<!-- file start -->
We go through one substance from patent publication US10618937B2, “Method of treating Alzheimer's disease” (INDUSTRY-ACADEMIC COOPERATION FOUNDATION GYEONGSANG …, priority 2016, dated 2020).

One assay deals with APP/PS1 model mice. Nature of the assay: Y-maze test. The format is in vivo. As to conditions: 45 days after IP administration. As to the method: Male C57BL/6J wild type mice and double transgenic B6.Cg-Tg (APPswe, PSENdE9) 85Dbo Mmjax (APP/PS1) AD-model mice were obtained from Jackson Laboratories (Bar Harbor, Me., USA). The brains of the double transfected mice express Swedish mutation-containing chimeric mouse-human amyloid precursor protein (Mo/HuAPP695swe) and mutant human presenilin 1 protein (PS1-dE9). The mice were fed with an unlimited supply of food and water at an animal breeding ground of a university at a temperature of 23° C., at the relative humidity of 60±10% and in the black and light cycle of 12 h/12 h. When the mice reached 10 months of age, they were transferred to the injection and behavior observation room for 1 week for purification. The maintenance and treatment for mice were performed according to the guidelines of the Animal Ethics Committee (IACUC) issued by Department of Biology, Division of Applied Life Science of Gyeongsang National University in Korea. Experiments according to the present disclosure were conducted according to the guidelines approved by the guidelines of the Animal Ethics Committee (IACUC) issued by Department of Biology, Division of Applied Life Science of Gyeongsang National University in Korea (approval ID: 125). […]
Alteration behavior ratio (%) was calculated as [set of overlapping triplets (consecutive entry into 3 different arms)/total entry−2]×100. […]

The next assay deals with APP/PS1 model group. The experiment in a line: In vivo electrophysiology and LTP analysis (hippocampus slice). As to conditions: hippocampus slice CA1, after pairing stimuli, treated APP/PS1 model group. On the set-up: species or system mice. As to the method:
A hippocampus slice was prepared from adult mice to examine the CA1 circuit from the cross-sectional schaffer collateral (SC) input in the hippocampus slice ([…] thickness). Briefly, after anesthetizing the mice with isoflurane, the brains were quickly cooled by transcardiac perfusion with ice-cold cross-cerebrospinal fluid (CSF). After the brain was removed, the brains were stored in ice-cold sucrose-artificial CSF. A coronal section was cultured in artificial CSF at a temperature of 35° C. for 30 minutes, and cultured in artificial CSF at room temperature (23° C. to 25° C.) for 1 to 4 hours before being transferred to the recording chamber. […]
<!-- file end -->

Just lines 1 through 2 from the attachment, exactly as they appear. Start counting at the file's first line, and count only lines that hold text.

We go through one substance from patent publication US10618937B2, “Method of treating Alzheimer's disease” (INDUSTRY-ACADEMIC COOPERATION FOUNDATION GYEONGSANG …, priority 2016, dated 2020).

One assay deals with APP/PS1 model mice. Nature of the assay: Y-maze test. The format is in vivo. As to conditions: 45 days after IP administration. As to the method: Male C57BL/6J wild type mice and double transgenic B6.Cg-Tg (APPswe, PSENdE9) 85Dbo Mmjax (APP/PS1) AD-model mice were obtained from Jackson Laboratories (Bar Harbor, Me., USA). The brains of the double transfected mice express Swedish mutation-containing chimeric mouse-human amyloid precursor protein (Mo/HuAPP695swe) and mutant human presenilin 1 protein (PS1-dE9). The mice were fed with an unlimited supply of food and water at an animal breeding ground of a university at a temperature of 23° C., at the relative humidity of 60±10% and in the black and light cycle of 12 h/12 h. When the mice reached 10 months of age, they were transferred to the injection and behavior observation room for 1 week for purification. The maintenance and treatment for mice were performed according to the guidelines of the Animal Ethics Committee (IACUC) issued by Department of Biology, Division of Applied Life Science of Gyeongsang National University in Korea. Experiments according to the present disclosure were conducted according to the guidelines approved by the guidelines of the Animal Ethics Committee (IACUC) issued by Department of Biology, Division of Applied Life Science of Gyeongsang National University in Korea (approval ID: 125). […]